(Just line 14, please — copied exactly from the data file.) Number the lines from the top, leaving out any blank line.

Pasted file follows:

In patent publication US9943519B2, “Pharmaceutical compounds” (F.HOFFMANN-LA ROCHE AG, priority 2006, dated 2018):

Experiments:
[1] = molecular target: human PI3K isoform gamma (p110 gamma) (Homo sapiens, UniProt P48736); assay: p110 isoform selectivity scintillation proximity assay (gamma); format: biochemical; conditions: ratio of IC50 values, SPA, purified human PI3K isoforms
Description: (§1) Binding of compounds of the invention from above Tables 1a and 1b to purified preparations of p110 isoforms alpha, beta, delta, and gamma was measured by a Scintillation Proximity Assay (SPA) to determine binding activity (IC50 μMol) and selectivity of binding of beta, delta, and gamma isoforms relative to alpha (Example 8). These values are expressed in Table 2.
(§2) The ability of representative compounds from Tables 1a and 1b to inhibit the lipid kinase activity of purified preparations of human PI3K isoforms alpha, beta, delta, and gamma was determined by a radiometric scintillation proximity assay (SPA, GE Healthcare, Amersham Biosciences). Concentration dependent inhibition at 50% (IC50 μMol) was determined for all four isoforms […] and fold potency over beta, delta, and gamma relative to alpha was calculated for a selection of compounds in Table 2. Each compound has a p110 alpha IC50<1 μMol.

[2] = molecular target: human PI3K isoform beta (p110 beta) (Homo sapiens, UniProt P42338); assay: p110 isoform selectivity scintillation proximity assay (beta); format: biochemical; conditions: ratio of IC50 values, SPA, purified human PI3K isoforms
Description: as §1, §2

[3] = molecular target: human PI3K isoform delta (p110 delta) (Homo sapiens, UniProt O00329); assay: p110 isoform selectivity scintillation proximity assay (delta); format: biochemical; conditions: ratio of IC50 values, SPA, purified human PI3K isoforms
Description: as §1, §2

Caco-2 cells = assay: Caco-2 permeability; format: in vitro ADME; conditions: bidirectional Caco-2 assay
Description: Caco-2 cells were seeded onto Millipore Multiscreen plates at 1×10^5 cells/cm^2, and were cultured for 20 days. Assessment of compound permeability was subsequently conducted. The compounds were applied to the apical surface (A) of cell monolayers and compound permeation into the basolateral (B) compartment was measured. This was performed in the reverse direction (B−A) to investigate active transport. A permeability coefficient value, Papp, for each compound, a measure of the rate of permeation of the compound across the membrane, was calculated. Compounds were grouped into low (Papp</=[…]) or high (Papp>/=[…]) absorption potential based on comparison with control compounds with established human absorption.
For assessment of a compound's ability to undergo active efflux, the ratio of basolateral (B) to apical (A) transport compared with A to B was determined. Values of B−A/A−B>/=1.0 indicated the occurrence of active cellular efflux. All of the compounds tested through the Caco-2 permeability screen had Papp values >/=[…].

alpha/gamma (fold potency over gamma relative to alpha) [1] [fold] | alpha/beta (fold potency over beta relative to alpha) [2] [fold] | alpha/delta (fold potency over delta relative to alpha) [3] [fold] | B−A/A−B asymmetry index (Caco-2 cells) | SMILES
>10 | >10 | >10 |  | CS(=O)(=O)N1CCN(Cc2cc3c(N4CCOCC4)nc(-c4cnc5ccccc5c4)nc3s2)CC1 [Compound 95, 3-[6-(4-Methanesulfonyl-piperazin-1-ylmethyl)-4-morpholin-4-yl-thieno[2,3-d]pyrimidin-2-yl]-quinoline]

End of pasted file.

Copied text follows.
>10 | >10 | >10 |  | CS(=O)(=O)N1CCN(Cc2cc3c(N4CCOCC4)nc(-c4cnc5ccccc5c4)nc3s2)CC1 [Compound 95, 3-[6-(4-Methanesulfonyl-piperazin-1-ylmethyl)-4-morpholin-4-yl-thieno[2,3-d]pyrimidin-2-yl]-quinoline]